photo: Judy Ferrara
Photo Credit: Patsy McCowan



December 2004

The first thing to understand is there is such a thing as necessary waiting for writing. A writer drains the well with each draft, and it takes time for the well to fill...the waiting can be terrifying.
Donald M. Murray, Shoptalk: Learning to Write with Writers.
Boynton/Cook Heinemann, 1990.


Getting Rid of Elvis: Revision in Writing and Painting

Dear Reader,

Getting rid of Elvis was a difficult decision. There he was, right where I put him, in the second line of a poem about a portrait painted by Goya. An early draft of the poem began:

Don't you think the archbishop has nice eyes?
In their warmth, they are not unlike those of Elvis Presley.

The problem was that the poem imagined the day-to-day life of the archbishop. Elvis just didn't belong, not because he had blue eyes and the archbishop's were brown, but because his presence overpowered the archbishop. It was painful when I deleted the line because I loved it. What enabled me to finally let go?

Time was the key. I could not have deleted the line when the poem was young. It needed time to age. As it grew older, its faults became more numerous than its virtues, making it easier to delete. What did I do with Elvis? I put him in my day book (Judy's Journal: October, '04), where he waits in the wings for a chance to appear in another poem.

When I paint, decisions and revisions come with every brush or palette knife stroke, every new blob of color on my palette, and each return to the painting after an absence of moments, or in some cases, years. This is my dance with the canvas: step back, move forward, go away, repeat, repeat, repeat. Look at the work from a measurable distance. But more importantly, trust the distance of time. Four years ago, I made a painting of an aqueduct in the south of France ("Nyon") that had a road going under it that looked stuck there.

Last week, I was ready to work on it with experience and skill. I gave the work (and myself) some space for learning, which helped me to revise the road, as well as the sky, in "Nyon." This last idea is from Art & Fear: Observations on the Perils (and Rewards) of Artmaking by David Bayles and Ted Orland. The book is rich with thinking and strategies that help me take stock of what it means to "keep on keeping on" making art.

In addition to giving the work some time to rest, getting/giving feedback from/to others helps in the revision process. The areas of a painting that are unresolved can take on the power of a haunting. What is happening with that stone wall along the bottom of the painting? I decided to take "Landscape Tapestry III" to an art critique, where Jackie Ross said, "I'd like a ladder to help me climb over that wall." Her comment made me recall my decision to make the stone wall a formidable barrier. I wanted the viewer to work hard to get into the painting; the stone wall was a metaphor for life's challenges. Jackie made me think about that decision.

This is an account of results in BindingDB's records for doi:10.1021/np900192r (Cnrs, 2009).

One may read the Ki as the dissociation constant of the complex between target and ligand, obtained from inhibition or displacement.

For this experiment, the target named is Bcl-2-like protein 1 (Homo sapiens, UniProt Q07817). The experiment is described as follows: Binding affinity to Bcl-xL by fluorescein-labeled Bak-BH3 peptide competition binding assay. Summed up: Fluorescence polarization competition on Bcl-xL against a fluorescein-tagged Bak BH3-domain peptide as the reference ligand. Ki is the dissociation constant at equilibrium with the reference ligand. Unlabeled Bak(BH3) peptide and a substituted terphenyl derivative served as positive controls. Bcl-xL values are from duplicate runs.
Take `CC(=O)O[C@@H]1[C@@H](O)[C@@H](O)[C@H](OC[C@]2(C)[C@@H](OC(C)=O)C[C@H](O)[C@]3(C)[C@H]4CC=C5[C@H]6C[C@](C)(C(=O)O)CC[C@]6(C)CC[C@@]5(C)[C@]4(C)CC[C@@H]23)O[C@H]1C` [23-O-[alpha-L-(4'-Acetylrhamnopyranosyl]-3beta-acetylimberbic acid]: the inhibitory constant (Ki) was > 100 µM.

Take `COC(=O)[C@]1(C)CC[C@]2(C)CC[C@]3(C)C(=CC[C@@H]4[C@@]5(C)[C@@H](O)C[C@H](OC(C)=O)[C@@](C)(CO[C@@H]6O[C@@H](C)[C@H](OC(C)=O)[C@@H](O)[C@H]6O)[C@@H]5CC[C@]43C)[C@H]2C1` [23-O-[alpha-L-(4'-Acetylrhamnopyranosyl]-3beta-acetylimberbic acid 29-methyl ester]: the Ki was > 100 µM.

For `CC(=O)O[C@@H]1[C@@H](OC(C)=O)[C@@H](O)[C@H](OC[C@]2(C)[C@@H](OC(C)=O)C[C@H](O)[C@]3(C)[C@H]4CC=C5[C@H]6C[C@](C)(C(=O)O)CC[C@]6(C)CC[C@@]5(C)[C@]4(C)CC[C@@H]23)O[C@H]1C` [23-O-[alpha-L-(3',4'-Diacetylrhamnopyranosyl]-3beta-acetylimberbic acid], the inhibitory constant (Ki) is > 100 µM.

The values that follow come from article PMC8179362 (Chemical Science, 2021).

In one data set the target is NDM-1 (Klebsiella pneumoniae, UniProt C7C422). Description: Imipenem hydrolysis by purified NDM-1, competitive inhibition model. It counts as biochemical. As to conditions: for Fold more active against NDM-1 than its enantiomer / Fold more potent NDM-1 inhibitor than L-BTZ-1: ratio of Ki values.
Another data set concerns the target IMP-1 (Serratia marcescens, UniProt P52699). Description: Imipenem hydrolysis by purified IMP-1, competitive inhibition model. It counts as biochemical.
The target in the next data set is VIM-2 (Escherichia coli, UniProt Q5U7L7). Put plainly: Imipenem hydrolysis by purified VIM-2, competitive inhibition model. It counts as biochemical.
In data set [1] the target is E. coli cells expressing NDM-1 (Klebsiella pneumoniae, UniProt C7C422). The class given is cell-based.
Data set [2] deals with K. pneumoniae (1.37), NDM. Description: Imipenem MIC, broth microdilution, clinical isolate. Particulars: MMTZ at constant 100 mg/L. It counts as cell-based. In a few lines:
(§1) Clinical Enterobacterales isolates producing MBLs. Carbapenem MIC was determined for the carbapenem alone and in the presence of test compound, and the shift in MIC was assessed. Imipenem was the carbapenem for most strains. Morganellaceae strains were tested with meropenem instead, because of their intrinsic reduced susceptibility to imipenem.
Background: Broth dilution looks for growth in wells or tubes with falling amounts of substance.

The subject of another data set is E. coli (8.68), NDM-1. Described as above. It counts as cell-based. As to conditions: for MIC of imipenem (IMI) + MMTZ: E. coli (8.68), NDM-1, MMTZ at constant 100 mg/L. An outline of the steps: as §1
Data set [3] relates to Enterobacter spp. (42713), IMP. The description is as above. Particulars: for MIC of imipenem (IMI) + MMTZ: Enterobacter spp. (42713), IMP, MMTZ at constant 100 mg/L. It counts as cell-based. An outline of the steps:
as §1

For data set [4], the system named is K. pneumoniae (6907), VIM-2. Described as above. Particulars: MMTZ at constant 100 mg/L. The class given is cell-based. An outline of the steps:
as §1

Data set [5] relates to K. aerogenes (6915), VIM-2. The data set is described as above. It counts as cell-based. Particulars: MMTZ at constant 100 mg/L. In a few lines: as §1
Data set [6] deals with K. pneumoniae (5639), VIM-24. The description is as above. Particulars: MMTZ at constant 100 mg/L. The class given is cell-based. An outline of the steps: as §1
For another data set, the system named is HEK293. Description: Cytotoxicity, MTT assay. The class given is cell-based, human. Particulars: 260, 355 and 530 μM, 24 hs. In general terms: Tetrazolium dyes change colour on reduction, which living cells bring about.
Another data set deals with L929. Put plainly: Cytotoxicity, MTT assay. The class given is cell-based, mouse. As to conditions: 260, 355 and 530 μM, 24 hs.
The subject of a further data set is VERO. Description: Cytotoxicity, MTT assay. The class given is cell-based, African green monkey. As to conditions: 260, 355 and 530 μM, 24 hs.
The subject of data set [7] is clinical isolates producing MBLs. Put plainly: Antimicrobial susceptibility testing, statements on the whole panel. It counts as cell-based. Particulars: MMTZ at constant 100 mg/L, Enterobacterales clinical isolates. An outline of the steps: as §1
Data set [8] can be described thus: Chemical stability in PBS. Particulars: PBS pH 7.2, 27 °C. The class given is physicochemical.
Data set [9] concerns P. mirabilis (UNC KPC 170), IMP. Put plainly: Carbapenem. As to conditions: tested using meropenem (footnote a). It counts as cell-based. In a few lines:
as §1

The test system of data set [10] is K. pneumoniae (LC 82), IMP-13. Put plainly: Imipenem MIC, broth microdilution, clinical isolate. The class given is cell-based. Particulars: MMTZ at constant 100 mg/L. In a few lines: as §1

A few weeks later, because I could not look at the painting without hearing her comment, I fashioned paper strips into a ladder and taped them onto the painting. It would still require some effort, but now there was a way into the painting. The strong verticals of the ladder brought the eye up into the area which carries the most interest. I removed the strips and painted the ladder. "Landscape Tapestry III" can be seen in the Worcester Art Museum's Education Wing until January 28, 2005. It will appear May 1 in the Gallery on this web site.

The post-Elvis draft of "the archbishop's portrait" I mentioned in the first paragraph appears in Poets in the Galleries, edited by Francine D'Alessandro and myself, and is available in the gift shop of the Worcester Art Museum, Worcester, Massachusetts.

January's journal will be devoted to my museum shoes. Black, clunky, and beyond comfortable, I could have never predicted all the places they've taken me. If you'd like, you can email me with your ideas, questions or comments about the creative process at